As the pledges continued to come in, Ginger announced in February 2012 that the title of the triple album would be 555% and that when the pledge total hit that percentage of the original funding goal, the 3-CD hard copy of the album would become unavailable, though contributors would still have access to all 30 tracks via download. Furthermore, the publicly-released single CD would be titled 100%. The 555% funding goal was reached three days later.[24] Despite Pledgemusic's policy of not revealing funding amounts, Ginger announced that the campaign for the 555% / 100% album generated over a quarter of a million dollars.[25] The 100% physical CD release reached number 9 in the midweek UK album chart[26] and sold out its print run, ultimately charting at number 27 on the official UK albums chart.[27]

The success of the crowdfunding project for the 555% / 100% album inspired Ginger to continue this model. Over the course of 2012 and 2013 he released one album with Hey! Hello!, two with Mutation, and the solo album Albion, all of which were also funded by contributions via Pledgemusic.

In 2014 Ginger briefly broke away from the crowdfunding model and set up a modern online version of an old-style fan club. A subscription to the Ginger Associated Secret Society (G-A-S-S) came with a guaranteed three brand new songs on the first day of every month.[28] During this period Ginger also toured with the Courtney Love band, and she appeared in G-A-S-S song "Honour".[29] In December 2014 Ginger announced another Pledgemusic campaign to jointly fund a new solo album and a biographical book. This Pledgemusic campaign quickly reached its funding goal, and 10% of all the money raised thereafter was donated to the charity Shelter.[30] The album Year of the Fanclub, consisting of songs from the G-A-S-S project, was released in 2015, and the book on Ginger's life and music, titled Songs and Words, was released in early 2016.[31]

Ginger's next crowdfunded project was the country-oriented album Ghost in the Tanglewood. The album was supported by an acoustic tour assisted by Jase Edwards. The album The Pessimist's Companion was released in early 2019 by the recently relaunched Round Records.[32] His second solo album of 2019, Headzapoppin, will be released late in the year.[33]

Solo discographyEdit


Studio albumsEdit

  • Valor Del Corazon (2005) - #196 JPN[34]
  • Yoni (2007) - #184 UK,[35] #230 JPN
  • Market Harbour (2008) - #189 UK, #183 JPN
  • 100% / 555% (2012) - #27 UK, #164 JPN
  • Albion (2013)
  • Year of the Fanclub (2015) #95 UK
  • Ghost In The Tanglewood (2018)
  • G*A*S*S* MK II (2018)
  • The Pessimist's Companion (2019)
  • Headzapoppin (2019)

Live albumsEdit

Compilation albumsEdit


  • "I'm A Lover, Not A Fighter" (2001) - #134 UK
  • "Cars and Vaginas" (2001) - #139 UK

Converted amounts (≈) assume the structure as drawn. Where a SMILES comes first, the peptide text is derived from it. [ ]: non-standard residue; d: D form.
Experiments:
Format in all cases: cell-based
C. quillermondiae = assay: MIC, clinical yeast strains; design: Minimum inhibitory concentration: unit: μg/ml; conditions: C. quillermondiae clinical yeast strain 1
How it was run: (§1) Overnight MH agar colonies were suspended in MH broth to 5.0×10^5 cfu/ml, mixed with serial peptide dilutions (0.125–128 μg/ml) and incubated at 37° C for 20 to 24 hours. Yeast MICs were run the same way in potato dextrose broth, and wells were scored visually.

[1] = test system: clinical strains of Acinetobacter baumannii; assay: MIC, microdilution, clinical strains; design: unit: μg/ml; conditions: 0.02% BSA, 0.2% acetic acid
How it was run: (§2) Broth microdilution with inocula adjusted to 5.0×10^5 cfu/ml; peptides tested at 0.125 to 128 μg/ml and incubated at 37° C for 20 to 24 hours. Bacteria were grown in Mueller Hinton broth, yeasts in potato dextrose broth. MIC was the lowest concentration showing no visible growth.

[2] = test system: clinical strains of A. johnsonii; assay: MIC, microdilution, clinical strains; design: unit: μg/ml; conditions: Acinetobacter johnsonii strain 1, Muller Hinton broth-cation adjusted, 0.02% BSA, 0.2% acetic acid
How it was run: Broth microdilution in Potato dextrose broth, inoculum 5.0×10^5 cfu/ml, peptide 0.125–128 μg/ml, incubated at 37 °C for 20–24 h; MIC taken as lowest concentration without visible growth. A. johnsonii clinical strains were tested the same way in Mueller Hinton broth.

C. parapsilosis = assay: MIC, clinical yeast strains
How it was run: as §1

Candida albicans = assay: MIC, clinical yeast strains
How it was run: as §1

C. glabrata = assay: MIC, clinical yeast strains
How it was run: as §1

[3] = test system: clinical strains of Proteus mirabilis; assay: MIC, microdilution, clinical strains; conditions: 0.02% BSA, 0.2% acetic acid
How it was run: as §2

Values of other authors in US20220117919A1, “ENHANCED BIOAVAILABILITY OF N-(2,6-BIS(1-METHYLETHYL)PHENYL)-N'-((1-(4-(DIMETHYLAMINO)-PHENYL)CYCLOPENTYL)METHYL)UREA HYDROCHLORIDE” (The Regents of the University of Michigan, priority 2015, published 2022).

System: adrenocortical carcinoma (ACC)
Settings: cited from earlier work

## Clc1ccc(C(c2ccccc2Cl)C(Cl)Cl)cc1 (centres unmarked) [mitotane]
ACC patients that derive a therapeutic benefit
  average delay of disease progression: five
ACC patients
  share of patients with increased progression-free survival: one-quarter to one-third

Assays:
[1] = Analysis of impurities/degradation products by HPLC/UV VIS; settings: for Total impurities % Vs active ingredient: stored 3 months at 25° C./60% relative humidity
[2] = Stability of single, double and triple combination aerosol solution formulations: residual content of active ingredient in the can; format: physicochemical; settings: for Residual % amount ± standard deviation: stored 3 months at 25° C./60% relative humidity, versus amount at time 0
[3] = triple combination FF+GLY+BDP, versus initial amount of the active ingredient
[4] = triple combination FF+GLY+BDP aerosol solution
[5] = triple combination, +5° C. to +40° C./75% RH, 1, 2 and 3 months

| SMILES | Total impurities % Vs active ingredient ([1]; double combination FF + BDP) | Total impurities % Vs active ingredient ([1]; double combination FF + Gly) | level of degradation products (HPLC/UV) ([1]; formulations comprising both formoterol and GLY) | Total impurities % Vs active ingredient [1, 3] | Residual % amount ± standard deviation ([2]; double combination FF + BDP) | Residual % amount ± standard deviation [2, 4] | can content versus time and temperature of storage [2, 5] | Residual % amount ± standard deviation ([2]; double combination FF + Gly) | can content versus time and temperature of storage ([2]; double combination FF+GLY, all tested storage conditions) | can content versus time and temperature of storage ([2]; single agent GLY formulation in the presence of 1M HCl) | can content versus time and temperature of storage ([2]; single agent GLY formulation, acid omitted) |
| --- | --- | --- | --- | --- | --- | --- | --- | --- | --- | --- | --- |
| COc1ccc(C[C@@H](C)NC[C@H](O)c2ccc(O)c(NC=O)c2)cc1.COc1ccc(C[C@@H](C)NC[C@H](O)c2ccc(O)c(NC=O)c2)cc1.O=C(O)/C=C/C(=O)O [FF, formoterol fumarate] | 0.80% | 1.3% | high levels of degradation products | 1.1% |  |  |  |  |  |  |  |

• "And This Time I'm Serious" (2002)
  • "The Saga of Me & You" (2002) - #151 UK
  • "Virtual Love" (2003) - #135 UK
  • "Yeah Yeah Yeah" (2006)
  • "Holiday" / "Casino Bay" (2007)
  • "Clout EP" (2015)

Selected discographyEdit

This list attempts to bring together the major albums Ginger has released under various guises throughout his musical career and focuses on albums that contain original studio recorded material (i.e. not live recordings, greatest hits or various artists compilations).

Additional appearancesEdit


  1. ^ "Treasure Chest February". G.A.S.S. 2015. Retrieved 11 May 2018. You might be aware that I’ve changed my name recently, to Ginger Wildheart. It is now official.
  2. ^ "The Wildhearts | Biography & History". AllMusic. Retrieved 10 October 2019.
  3. ^ Moyer, Steve (28 June 2013). "The Very Short History Of Supershit 666". Rock 'n' Roll Remnants. Retrieved 10 October 2019.
  4. ^ "Clam Abuse Interview". 27 October 2009. Retrieved 10 October 2019.
  5. ^ "Album Review: Silver Ginger 5 - Black Leather Mojo". DrownedInSound. Retrieved 10 October 2019.
  6. ^ Blabbermouth (11 March 2005). "GINGER Explains Departure From BRIDES OF DESTRUCTION". BLABBERMOUTH.NET. Retrieved 10 October 2019.
  7. ^ "David "Ginger" Walls - Encyclopaedia Metallum: The Metal Archives". Retrieved 10 October 2019.
  8. ^ [1]
  9. ^ "Howling Willie C*nt – World Of Filth (Remastered) – Digital Download – Round Records". Retrieved 10 October 2019.
  10. ^ "'Fan-funded' album by little-known band Hey! Hello! shoots up charts | Metro News". 25 July 2013. Retrieved 27 April 2016.
  11. ^ Victoria Liedtke (1 January 1970). "Fan-funded band enters the top 20 in the midweek chart - BBC Newsbeat". Retrieved 27 April 2016.
  12. ^ "Ginger Wildheart: Mutation & Hey! Hello! on PledgeMusic". Retrieved 27 April 2016.
  13. ^ "Ginger Says – Happy new year!". The Wildhearts. 24 December 2001. Retrieved 10 October 2019.
  14. ^ "Ginger - Yoni (album review ) | Sputnikmusic". Retrieved 29 May 2019.
  15. ^ "Archived copy". Archived from the original on 23 July 2012. Retrieved 4 August 2009.CS1 maint: archived copy as title (link)
  16. ^ "Ginger Solo Tour – Extra Dates". The Wildhearts. 17 March 2009. Retrieved 27 April 2016.
  17. ^ "Featured Content on Myspace". Archived from the original on 11 September 2009. Retrieved 2016-04-27.
  18. ^ "Welcome To Great White Monkey TV!". YouTube. Retrieved 27 April 2016.
  19. ^ This is an archived page. (6 June 2009). "CAMDEN ROCKS: Carl Barat + Ginger Wildhearts + The New York Fund + The Padingtons + Glamour Of The Kill + Rosie Oddie And The Odd Squad". Retrieved 27 April 2016.
  20. ^ "Featured Content on Myspace". Archived from the original on 11 September 2009. Retrieved 2016-04-27.
  21. ^ "". Retrieved 27 April 2016.
  22. ^ "Sinister Angels Realm: Ginger (Wildhearts) To release compilation of solo material". 26 September 2010. Retrieved 27 April 2016.
  23. ^ "Archived copy". Archived from the original on 17 September 2012. Retrieved 19 September 2011.CS1 maint: archived copy as title (link)
  24. ^ a b "Ginger Wildheart: The Triple Album Project on PledgeMusic". Retrieved 27 April 2016.
  25. ^ "PledgeMusic's Benji Rogers On Going Beyond Fan Funding To Power Album Campaigns". Retrieved 27 April 2016.
  26. ^ "Ginger Wildheart's Fan-Funded Album Beats Rihanna And Coldplay In The Charts". 28 June 2012. Retrieved 27 April 2016.
  27. ^ "Official Albums Chart Top 100 | Official Charts Company". Retrieved 27 April 2016.
  28. ^ "G.A.S.S. Main | G.A.S.S. Main". Retrieved 27 April 2016.
  29. ^ "Ginger Wildheart & Courtney Love - Honour". YouTube. 20 May 2014. Retrieved 27 April 2016.
  30. ^ "Ginger Wildheart: Songs & Words on PledgeMusic". Retrieved 27 April 2016.
  31. ^ Louder, Paul Brannigan2016-05-12T10:00:00 132Z. "10 Things We Learned From Ginger's First Book, Songs & Words". loudersound. Retrieved 29 May 2019.
  32. ^
  33. ^ Rock, Scott Munro2019-08-20T15:08:32Z Classic. "Ginger Wildheart reveals new album Headzapoppin". Classic Rock Magazine. Retrieved 20 August 2019.
  34. ^ "Gingerのアルバム売上ランキング | ORICON STYLE". Retrieved 27 April 2016.
  35. ^ "Chart Log UK: Gina G - GZA". Retrieved 27 April 2016.

External linksEdit